Sample Sizes for Comparing SUS Scores

Microsoft Word is a widely used word processing program, part of the Microsoft Office suite of programs. While its dominance has been challenged recently by Google Docs, Word still leads on the features list, providing many features that Google’s offering lacks. But adding features can also add to bloat, making common tasks harder as users

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Eight Laws of Statistics

Statistics doesn’t have a Magna Carta, constitution, or bill of rights to enumerate laws, guiding principles, or limits of power. There have been attempts to articulate credos for statistical practice. Two of the most enduring ones are based on the work by Robert P. Abelson, a former statistical professor at Yale. If Abelson wasn’t the

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Sample Sizes for a SUS Score

Despite its age and the availability of other UX measures such as the UX-Lite™ and SUPR-Q®, the ten-item System Usability Scale (SUS) is still a very popular measure. It’s used widely in benchmark tests of software products to generate an overall score of perceived usability. We regularly collect SUS scores for dozens of consumer and

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From Statistical to Practical Significance

Hypothesis testing is one of the most common frameworks for making decisions with data in both scientific and industrial contexts. But this statistical framework, formally called Null Hypothesis Statistics Testing (NHST), can be confusing (and controversial). In an earlier article, we showed how to use the core framework of statistical hypothesis testing: you start with

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Statistical Hypothesis Testing: What Can Go Wrong?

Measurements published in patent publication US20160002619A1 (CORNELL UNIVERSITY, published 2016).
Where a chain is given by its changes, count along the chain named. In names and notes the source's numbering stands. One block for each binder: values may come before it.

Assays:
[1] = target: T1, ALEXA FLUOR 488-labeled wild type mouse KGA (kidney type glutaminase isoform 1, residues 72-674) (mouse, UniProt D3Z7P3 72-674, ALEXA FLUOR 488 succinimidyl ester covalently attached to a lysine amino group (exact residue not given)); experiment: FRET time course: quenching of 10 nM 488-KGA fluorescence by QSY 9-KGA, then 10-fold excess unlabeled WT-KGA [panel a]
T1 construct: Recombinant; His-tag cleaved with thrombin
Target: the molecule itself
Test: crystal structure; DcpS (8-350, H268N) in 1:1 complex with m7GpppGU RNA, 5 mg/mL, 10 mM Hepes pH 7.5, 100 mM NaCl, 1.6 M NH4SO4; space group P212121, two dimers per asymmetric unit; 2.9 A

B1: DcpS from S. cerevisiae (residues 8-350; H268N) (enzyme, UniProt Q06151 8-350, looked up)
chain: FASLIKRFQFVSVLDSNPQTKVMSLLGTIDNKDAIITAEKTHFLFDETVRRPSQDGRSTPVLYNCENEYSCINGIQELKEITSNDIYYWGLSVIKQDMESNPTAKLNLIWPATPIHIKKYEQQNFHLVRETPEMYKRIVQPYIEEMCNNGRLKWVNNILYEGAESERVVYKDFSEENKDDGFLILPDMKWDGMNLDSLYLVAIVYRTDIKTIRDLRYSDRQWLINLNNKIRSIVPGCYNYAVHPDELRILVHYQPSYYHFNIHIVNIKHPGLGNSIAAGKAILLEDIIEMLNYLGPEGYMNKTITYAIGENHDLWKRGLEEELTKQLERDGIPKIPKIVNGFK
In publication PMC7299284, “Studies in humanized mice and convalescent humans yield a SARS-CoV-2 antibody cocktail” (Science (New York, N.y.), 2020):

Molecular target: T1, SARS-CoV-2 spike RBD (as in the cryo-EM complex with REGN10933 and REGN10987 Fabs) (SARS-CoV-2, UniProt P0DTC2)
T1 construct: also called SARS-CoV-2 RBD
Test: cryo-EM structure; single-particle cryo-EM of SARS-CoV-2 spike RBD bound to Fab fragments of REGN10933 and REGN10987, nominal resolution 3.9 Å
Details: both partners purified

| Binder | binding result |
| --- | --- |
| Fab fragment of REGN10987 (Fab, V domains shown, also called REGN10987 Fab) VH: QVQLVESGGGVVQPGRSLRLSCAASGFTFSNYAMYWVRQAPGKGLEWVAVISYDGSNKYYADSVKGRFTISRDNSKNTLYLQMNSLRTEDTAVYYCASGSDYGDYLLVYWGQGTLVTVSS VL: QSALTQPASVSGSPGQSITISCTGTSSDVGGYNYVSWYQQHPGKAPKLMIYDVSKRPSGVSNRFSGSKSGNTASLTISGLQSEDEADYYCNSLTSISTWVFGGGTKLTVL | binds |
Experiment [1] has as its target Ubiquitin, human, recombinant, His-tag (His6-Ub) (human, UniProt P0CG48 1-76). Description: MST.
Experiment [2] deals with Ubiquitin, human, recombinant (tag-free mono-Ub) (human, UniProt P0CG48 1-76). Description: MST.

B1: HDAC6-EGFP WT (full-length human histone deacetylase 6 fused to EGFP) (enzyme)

Making decisions with data inevitably means working with statistics and one of its most common frameworks: Null Hypothesis Significance Testing (NHST). Hypothesis testing can be confusing (and controversial), so in an earlier article we introduced the core framework of statistical hypothesis testing in four steps: Define the null hypothesis (H0). This is the hypothesis that

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How to Statistically Compare Two Net Promoter Scores

When we wrote Quantifying the User Experience, we put confidence intervals before tests of statistical significance. We generally find fluency with confidence intervals to be easier to achieve and of more value than with formal hypothesis testing. We also teach confidence intervals in our workshops on statistical methods. Most people, even non-researchers, have been exposed

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Confidence Intervals for Net Promoter Scores

The Net Promoter Score (NPS) is a widely used metric, but it can be tricky to work with statistically. One of the first statistical steps we recommend that researchers take is to add confidence intervals around their metrics. Confidence intervals provide a good visualization of how precise estimates from samples are. They are particularly helpful

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How Confident Do You Need to be in Your Research?

Every estimate we make from a sample of customer data contains error. Confidence intervals tell us how much faith we can have in our estimates. Confidence intervals quantify the most likely range for the unknown value we’re estimating. For example, if we observe 27 out of 30 users (90%) completing a task, we can be

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How to Compute a Confidence Interval in 5 Easy Steps

Confidence intervals are your frenemies. They are one of the most useful statistical techniques you can apply to customer data. At the same time they can be perplexing and cumbersome. But confidence intervals provide an essential understanding of how much faith we can have in our sample estimates, from any sample size, from 2 to

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10 Things to know about Confidence Intervals

You don’t need a PhD in statistics to understand and use confidence intervals. Because we almost always sample a fraction of the users from a larger population, there is uncertainty in our estimates. Confidence intervals are an excellent way of understanding the role of sampling error in the averages and percentages that are ubiquitous in

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